Improving outcome for patients with endometrial cancer (EC) has fueled research into immunological, molecular and therapeutic mechanisms in EC. The research in this thesis aims to further increase our understanding of the interplay between these mechanisms. In chapter 2, we questioned if selection of patients for adjuvant treatment can be improved using immunological variables. We found that a combination of disease stage, presence of lymphovascular space invasion and tumor infiltrating cytotoxic T-cells best predicts recurrence. This implies that intratumoral cytotoxic T-cells can contribute to improved patient selection. Next we examined new immunological mechanisms contributing to disease course. We found that presence of tumor infiltrating natural killer cells relates to patient survival dependent expression of human leucocyte antigen E (chapter 3). In chapter 4 we describe how mutations of Janus Kinase 1 can contribute to immune escape, an acquired trait of tumors to avoid immune destruction. Chapter 5 and 6 focus on uterine carcinosarcoma, a rare but lethal subtype of EC. We examined expression of L1CAM adhesion molecule and epithelial-mesenchymal transition, an important mechanism in cancer progression and metastasis (Chapter 5). Surprisingly, expression was not related to tumor cells with a mesenchymal phenotype but limited to cells with an epithelial phenotype. Chapter 6 describes a large retrospective cohort study on treatment in uterine carcinosarcoma and shows a survival benefit for surgery extended with a lymphadenectomy. Chapter 7 discusses the findings in this thesis in relation to the current understanding and future developments.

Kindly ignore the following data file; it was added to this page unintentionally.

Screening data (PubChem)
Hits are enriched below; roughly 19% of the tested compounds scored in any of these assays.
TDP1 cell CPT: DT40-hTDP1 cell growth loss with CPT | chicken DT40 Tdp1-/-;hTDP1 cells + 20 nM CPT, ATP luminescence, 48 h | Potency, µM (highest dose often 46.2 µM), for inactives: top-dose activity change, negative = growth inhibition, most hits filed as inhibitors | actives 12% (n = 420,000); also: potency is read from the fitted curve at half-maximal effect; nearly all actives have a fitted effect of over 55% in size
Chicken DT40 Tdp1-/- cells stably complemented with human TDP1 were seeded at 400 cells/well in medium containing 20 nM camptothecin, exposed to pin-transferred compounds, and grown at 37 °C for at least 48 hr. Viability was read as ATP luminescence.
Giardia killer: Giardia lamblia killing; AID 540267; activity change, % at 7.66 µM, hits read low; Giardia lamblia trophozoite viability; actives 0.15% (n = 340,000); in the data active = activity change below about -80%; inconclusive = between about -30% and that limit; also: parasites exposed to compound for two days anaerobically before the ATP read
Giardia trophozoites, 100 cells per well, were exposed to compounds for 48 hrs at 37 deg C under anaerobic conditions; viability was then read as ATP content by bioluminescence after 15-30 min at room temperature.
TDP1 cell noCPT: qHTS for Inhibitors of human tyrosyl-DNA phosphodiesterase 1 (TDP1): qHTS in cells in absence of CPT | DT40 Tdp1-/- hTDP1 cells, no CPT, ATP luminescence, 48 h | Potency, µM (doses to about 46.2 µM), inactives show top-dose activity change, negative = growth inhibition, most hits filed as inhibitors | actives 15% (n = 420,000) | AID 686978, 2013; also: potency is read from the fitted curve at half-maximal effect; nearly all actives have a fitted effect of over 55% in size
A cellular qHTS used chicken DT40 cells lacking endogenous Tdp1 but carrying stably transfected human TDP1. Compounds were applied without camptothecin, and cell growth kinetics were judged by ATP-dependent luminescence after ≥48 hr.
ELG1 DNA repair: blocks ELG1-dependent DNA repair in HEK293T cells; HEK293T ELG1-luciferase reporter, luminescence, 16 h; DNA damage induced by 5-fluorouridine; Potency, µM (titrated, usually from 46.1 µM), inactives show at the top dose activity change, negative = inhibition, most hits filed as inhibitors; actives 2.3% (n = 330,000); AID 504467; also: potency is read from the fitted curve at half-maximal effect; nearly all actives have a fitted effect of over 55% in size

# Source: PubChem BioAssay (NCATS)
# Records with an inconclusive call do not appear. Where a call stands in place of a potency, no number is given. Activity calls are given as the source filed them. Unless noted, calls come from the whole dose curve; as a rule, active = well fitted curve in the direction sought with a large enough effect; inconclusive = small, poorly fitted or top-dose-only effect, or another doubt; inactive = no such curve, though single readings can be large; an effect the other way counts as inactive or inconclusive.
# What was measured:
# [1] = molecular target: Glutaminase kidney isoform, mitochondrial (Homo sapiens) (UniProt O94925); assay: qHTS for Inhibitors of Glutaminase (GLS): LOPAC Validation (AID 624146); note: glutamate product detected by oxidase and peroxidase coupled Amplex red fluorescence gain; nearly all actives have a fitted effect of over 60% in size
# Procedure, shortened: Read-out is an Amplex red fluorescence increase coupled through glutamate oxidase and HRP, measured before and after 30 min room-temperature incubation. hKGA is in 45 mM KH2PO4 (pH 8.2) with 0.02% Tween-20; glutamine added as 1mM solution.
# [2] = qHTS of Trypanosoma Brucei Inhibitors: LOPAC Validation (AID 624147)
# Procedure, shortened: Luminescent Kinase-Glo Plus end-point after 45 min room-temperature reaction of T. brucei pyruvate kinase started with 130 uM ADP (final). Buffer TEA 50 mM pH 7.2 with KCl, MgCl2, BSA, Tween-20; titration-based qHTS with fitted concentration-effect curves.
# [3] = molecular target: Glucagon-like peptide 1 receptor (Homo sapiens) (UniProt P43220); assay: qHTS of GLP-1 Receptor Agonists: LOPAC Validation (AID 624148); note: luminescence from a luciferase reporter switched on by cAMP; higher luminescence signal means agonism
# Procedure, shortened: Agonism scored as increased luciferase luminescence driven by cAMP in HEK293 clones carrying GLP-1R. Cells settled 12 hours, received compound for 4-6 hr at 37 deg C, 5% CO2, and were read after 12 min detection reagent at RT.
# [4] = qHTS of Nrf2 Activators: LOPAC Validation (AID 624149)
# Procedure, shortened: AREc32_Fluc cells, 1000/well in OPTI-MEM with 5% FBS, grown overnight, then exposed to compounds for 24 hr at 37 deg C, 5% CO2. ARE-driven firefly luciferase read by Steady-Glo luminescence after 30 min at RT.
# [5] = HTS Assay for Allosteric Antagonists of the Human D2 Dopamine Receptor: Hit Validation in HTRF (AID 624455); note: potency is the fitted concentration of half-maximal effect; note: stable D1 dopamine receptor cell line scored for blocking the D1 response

|Qualification||Doctor of Philosophy|
|Place of Publication||[Groningen]|
|Publication status||Published - 2019|